By Javier Garcia-Bengochea y Bolivar, [Durham] Herald-Sun guest columnist
I am a Duke alumnus and Cuban exile, one of more than a million people forced to flee Cuba virtually penniless since 1959 as well as one of 14 million Cubans in Cuba and worldwide collectively robbed of their property, rights, freedoms and heritage as Cubans. Fortunately, I was not one of the hundred thousand who died trying to escape Cuba. As you read this, Duke returns from another alumni trip to Cuba, exploiting a loophole in U.S. law. Travel to Cuba is chic. “Everybody” is doing it and so, too, is Duke. Yet, this is not an innocent enterprise. Time has passed, but not as a catalyst for change in Cuba. Cubans continue to be denied property rights, including their civil rights and vote and are more repressed each year. Americans speciously believe that exposing Cubans to them will bring change. For Duke this “opportunity to learn” and be part of “the conversation about Cuba” occurs entirely in a vacuum.
The isolation of Cuba over five decades extends well beyond the U.S. embargo, which has obscured what Cuba is, an international pariah due to perpetually hostile policies towards her people and her partners, past and present. Since the Cuban missile crisis exposed Fidel Castro as the most dangerous figure since Stalin, democratic nations have spent trillions of dollars fighting Cuban aggression on every continent. Cuba has been a haven for terrorist groups, including the PLO, ETA, FARC and probably al-Qaeda. Cuba seeks our enemies for alliances. The Castro regime has defaulted on more than $75 billion of international debt, excluding several hundred billion dollars in damages to former property owners in Cuba. Cuba continues to expropriate foreign assets in Cuba without compensation. Cuban agents rob U.S. taxpayers through Medicare fraud estimated to be billions of dollars and facilitate drug trafficking. Cuba is unrepentant for taking an American, Alan Gross, hostage. These are only a few of their sins.
The result has been the systematic destruction of virtually all material and social value in Cuba. Only the vices, the pre-revolutionary past, Cuba’s natural resources and the indomitable spirit of the Cuban people remain to be exploited. Tourism, the regime’s last hope for hard currency, will eventually exhaust these, too. Duke, in its complicity, contends Cuba travel is an academic exercise. Really? These trips are entirely scripted and choreographed by the Cuban state or, more precisely, the oligarchs who control the Cuban economy. These elites select the hotels, restaurants, and events, even supplying the “dissenting” voices aimed to bamboozle Duke alumni that Cuba tolerates free speech. Duke accepts this indoctrination without question. Such bias in the work of any Duke student would be categorically rejected. As an academic and intellectual exercise, these trips are pure fraud. Duke never considered that the majority of the items and venues in their November trip, “The Art & Architecture of Cuba,” are stolen, not only from Americans and Cubans in exile, but from the millions of Cubans still living in Cuba.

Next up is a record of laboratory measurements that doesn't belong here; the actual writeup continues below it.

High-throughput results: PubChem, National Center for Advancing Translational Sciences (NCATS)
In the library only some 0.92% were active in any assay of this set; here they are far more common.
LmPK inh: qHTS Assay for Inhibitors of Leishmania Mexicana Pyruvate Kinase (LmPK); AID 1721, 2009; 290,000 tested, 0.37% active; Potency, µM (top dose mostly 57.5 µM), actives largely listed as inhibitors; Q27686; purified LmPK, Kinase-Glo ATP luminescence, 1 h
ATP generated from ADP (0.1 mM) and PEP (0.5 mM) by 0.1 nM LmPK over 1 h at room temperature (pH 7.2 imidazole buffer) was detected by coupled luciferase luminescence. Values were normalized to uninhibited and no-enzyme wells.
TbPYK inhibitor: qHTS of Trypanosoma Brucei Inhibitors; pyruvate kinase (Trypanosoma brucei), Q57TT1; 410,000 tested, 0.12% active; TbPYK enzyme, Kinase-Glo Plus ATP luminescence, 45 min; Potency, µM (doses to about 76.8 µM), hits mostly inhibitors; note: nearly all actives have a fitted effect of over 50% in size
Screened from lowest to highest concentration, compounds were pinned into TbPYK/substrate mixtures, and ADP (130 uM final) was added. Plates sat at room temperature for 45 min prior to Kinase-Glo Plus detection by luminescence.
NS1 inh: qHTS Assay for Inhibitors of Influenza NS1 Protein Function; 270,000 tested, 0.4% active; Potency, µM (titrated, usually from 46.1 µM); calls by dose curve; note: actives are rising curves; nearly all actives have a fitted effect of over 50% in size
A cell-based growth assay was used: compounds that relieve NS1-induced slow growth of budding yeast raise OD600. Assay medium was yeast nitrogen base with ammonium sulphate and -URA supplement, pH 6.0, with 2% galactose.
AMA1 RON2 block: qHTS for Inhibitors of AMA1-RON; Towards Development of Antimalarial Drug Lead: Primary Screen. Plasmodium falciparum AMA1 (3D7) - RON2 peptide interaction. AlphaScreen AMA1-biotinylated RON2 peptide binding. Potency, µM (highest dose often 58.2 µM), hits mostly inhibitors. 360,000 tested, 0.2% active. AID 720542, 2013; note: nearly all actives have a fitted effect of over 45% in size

And the money paid to travel agents (yes, selected by the regime) and spent in Cuba? Into private corporations managed by the oligarchs, many of which are registered in other countries. These control the tourist industry, stores and medical services for foreigners and Cuban elites, which exclude ordinary Cubans. Not one Duke dollar funds the purported social benefits of the revolution, which have become illusory.
Duke dismisses that until recently it was illegal for most Cubans to visit the tourist hotels, restaurants and stores, mostly because these Cubans were stereotyped as black, panhandlers and prostitutes. That they are mostly black and the elites who host Duke are mostly white is no coincidence and is emblematic of “Cuban socialism.”
To wit: Cuba’s two-currency system of the convertible peso (CUC) and the traditional peso (CUP). Duke pays the Cuban tourist enterprise in CUCs (~US$1), the legal tender for foreigners, while Cuban workers are paid in CUPs (~US$0.04), the legal tender for Cubans, by the Cuban entity as if the two were equal. Duke is indifferent to this fact. Discrimination is, therefore, maintained through poverty. The two-currency system is outright theft from ordinary Cubans and is legal and institutional apartheid; it is slavery. Apparently this offends no one at Duke, not even within the Gang of 88. Duke’s Cuba travel only strengthens the real embargo of Cuba: the internal embargo of goods and services between these oligarchs — Cuba’s 1 percent that consumes resources, produces nothing and, most perniciously, is accountable to absolutely no one — and the Cuban people. Ironically, this disgraceful situation coincides with Duke’s capital campaign targeting its prosperous alumni, made so by strong property rights and the rule of law, which Duke disparages for Cuba. Such naiveté and hypocrisy occurs to the delight of their Cuban hosts. Duke Forward? Evidently not.
Dr. Javier Garcia-Bengochea y Bolivar is a neurosurgeon and 1981 Duke graduate. Born in Havana, Cuba, he lives in Jacksonville, Fla.